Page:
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The California Public Utilities Commission (CPUC) has abruptly fired a lawyer who was pressing Pacific Gas & Electric (PG&E) to reveal which pipelines it had tested for high pressure, according to the San Francisco Chronicle, as reported by SFGate.

The fired lawyer, Robert Cagen, was one of the leading attorneys in the commission's regulatory case against PG&E as a result of the 2010 gas pipeline explosion that killed eight people and destroyed 38 homes in San Bruno.

Cagen was fired one day after the CPUC's legal staff backed away from Cagen's efforts to make PG&E account for which lines it tested with high-pressure water before the 2010 explosion. Cagen had protested the staff decision. He had handled regulatory matters for the commission for 35 years.

According to SFGate, critics said Cagen's firing "was the latest evidence that the commission is overly cozy with the utility it regulates." San Bruno city manager Connie Jackson said, "Bob Cagen is a dedicated public servant who we believe held the public interest in safety as a highest priority…. This is absolutely ridiculous."

The commission's decision to fire its own lawyer and snuggle up to a utility is consistent with its treatment of San Diego: attempting to get ratepayers to pay for damage caused by San Diego Gas & Electric in the 2007 fires, and pay for parts of the closing of San Onofre, which resulted from management blunders.


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eastlaker June 8, 2014 @ 9:08 p.m.

That is a good question. Would it help to make this article a petition?

They must have a list of the oldest pipes. There must be some sort of concept of what needs to be upgraded. But do we know if they are following the recommendations of those who fully understand the state of the pipelines? It doesn't look like it, does it?


Don Bauder June 9, 2014 @ 8:21 a.m.

eastlaker: It looks like the CPUC is fighting for ways to let PG&E off the hook on San Bruno with the smallest penalty possible. Oh, PG&E will have to pay -- the CPUC would not dare let them off the hook completely -- but the punishment won't fit the crime. Best, Don Bauder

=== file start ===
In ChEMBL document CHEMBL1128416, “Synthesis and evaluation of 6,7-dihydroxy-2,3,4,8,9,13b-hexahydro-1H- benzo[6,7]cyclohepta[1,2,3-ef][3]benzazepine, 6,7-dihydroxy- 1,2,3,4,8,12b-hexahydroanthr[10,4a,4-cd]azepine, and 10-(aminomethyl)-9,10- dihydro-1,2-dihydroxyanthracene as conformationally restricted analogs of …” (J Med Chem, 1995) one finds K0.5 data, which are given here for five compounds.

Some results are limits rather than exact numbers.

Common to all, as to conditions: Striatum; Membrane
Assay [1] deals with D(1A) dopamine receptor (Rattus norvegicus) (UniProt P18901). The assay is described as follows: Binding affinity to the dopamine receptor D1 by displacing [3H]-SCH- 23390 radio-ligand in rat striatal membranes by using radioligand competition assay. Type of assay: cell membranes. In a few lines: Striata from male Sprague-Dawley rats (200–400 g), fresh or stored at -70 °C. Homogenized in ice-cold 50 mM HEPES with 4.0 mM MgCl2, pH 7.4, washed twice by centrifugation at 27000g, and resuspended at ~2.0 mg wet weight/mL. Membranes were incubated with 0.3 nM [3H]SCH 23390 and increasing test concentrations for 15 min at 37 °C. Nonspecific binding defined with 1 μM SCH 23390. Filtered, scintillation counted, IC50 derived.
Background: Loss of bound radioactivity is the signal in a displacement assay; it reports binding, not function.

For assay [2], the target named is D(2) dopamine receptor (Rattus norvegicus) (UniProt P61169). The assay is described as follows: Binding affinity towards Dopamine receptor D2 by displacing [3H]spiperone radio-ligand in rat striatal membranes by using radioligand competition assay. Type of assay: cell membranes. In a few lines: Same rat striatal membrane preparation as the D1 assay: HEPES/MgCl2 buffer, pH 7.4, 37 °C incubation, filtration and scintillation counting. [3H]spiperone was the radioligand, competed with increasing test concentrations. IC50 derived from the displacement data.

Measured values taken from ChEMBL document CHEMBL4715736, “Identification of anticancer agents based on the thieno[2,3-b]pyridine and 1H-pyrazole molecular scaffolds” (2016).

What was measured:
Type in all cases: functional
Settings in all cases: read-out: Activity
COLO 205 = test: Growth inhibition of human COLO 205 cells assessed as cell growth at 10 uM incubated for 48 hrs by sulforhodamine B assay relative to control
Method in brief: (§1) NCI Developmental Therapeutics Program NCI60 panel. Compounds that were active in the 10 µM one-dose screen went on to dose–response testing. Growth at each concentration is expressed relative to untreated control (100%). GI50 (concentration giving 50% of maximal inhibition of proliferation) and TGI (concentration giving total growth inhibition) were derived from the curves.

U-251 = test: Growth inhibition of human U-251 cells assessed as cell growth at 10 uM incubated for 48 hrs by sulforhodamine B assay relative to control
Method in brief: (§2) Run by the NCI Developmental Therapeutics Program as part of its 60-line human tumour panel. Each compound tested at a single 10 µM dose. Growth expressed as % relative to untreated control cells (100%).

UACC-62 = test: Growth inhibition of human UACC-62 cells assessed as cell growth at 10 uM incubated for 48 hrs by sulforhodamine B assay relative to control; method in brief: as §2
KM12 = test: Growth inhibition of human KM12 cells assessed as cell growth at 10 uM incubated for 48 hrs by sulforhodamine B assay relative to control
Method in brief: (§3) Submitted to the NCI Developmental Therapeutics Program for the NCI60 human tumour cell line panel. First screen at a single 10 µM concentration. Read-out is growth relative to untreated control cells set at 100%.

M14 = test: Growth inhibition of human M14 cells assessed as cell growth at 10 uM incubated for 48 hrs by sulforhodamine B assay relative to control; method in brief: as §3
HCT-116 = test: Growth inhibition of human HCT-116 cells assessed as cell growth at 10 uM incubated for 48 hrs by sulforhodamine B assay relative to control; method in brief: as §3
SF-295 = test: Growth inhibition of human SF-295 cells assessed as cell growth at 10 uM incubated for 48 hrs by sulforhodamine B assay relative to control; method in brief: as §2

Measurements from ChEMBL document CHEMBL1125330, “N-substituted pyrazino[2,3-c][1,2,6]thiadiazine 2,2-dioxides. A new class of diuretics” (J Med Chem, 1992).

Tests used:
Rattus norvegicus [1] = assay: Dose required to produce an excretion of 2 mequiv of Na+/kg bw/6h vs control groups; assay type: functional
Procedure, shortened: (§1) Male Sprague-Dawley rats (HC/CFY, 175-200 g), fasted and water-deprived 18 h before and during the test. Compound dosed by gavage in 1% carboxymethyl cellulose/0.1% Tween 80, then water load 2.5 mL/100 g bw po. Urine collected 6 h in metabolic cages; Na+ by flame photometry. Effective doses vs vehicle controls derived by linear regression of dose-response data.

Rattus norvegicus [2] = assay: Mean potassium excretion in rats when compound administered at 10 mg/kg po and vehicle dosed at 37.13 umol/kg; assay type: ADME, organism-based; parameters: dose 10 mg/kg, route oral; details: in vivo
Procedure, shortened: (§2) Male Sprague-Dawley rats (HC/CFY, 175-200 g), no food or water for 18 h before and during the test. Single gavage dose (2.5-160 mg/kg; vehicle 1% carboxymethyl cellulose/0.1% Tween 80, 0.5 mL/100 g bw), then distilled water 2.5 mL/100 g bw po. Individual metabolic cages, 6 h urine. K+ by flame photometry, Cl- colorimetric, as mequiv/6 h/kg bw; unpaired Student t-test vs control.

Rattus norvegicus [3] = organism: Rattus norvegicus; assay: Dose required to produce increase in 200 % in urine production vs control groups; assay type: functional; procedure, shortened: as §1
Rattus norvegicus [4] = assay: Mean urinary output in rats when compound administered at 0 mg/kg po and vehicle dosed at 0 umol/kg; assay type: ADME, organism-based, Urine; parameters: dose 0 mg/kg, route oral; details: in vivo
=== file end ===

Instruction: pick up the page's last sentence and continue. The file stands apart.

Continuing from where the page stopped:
Anon92107 June 9, 2014 @ 5:06 a.m.

Excellent question Don, CPUC/Utility corruption reached the threat to public safety due to criminal negligence stage at SONGS and with the PG&E gas pipeline deaths, this era must be ended now.

Either Brown acts today, or we must put Recall Brown on the next ballot so we can elect a Governor who will end these threats to public safety and the California economy.


Don Bauder June 9, 2014 @ 8:23 a.m.

Anon92107: You hit both points perfectly. The CPUC is showing little to no interest in public safety: San Bruno and San Onofre are examples. And by shifting the payments to ratepayers instead of to shareholders where the blame belongs, the CPUC is hurting the California economy. Best, Don Bauder


danfogel June 9, 2014 @ 10:14 p.m.

Anon92107, there is no need to put a Recall Brown initiative on the next ballot. Just vote for the other guy in November.


Don Bauder June 10, 2014 @ 7:26 a.m.

danfogel: But will the other guy be even more in the utilities' pockets? After all, he is a Republican. Best, Don Bauder


danfogel June 10, 2014 @ 11:09 a.m.